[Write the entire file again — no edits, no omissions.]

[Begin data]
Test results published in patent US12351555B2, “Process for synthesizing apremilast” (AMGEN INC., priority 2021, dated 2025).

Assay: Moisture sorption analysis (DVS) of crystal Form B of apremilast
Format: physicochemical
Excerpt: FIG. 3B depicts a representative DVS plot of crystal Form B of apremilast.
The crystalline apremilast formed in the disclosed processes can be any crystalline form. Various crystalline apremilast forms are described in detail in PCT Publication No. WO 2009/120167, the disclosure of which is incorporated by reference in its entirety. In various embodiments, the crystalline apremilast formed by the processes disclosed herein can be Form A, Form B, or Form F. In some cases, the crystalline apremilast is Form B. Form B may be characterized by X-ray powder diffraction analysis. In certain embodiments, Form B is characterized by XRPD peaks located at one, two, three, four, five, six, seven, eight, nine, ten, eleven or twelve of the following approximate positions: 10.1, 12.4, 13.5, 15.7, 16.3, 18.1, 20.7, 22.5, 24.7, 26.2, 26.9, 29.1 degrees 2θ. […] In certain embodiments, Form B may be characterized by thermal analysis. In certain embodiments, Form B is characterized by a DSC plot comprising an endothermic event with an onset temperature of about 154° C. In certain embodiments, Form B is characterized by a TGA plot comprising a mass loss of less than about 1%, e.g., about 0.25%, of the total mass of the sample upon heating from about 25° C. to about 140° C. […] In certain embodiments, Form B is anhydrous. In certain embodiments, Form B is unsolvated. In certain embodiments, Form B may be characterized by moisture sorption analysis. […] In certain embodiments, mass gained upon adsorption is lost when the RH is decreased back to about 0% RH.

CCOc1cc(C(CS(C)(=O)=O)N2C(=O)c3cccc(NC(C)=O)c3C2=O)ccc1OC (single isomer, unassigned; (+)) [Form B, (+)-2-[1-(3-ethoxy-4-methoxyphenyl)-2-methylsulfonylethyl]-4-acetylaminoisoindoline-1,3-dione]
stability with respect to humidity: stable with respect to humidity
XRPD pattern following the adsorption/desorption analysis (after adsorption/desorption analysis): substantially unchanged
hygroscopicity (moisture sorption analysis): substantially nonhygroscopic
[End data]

Test results published in patent US12351555B2, “Process for synthesizing apremilast” (AMGEN INC., priority 2021, dated 2025).

Assay: Moisture sorption analysis (DVS) of crystal Form B of apremilast
Format: physicochemical
Excerpt: FIG. 3B depicts a representative DVS plot of crystal Form B of apremilast.
The crystalline apremilast formed in the disclosed processes can be any crystalline form. Various crystalline apremilast forms are described in detail in PCT Publication No. WO 2009/120167, the disclosure of which is incorporated by reference in its entirety. In various embodiments, the crystalline apremilast formed by the processes disclosed herein can be Form A, Form B, or Form F. In some cases, the crystalline apremilast is Form B. Form B may be characterized by X-ray powder diffraction analysis. In certain embodiments, Form B is characterized by XRPD peaks located at one, two, three, four, five, six, seven, eight, nine, ten, eleven or twelve of the following approximate positions: 10.1, 12.4, 13.5, 15.7, 16.3, 18.1, 20.7, 22.5, 24.7, 26.2, 26.9, 29.1 degrees 2θ. […] In certain embodiments, Form B may be characterized by thermal analysis. In certain embodiments, Form B is characterized by a DSC plot comprising an endothermic event with an onset temperature of about 154° C. In certain embodiments, Form B is characterized by a TGA plot comprising a mass loss of less than about 1%, e.g., about 0.25%, of the total mass of the sample upon heating from about 25° C. to about 140° C. […] In certain embodiments, Form B is anhydrous. In certain embodiments, Form B is unsolvated. In certain embodiments, Form B may be characterized by moisture sorption analysis. […] In certain embodiments, mass gained upon adsorption is lost when the RH is decreased back to about 0% RH.

CCOc1cc(C(CS(C)(=O)=O)N2C(=O)c3cccc(NC(C)=O)c3C2=O)ccc1OC (single isomer, unassigned; (+)) [Form B, (+)-2-[1-(3-ethoxy-4-methoxyphenyl)-2-methylsulfonylethyl]-4-acetylaminoisoindoline-1,3-dione]
stability with respect to humidity: stable with respect to humidity
XRPD pattern following the adsorption/desorption analysis (after adsorption/desorption analysis): substantially unchanged
hygroscopicity (moisture sorption analysis): substantially nonhygroscopic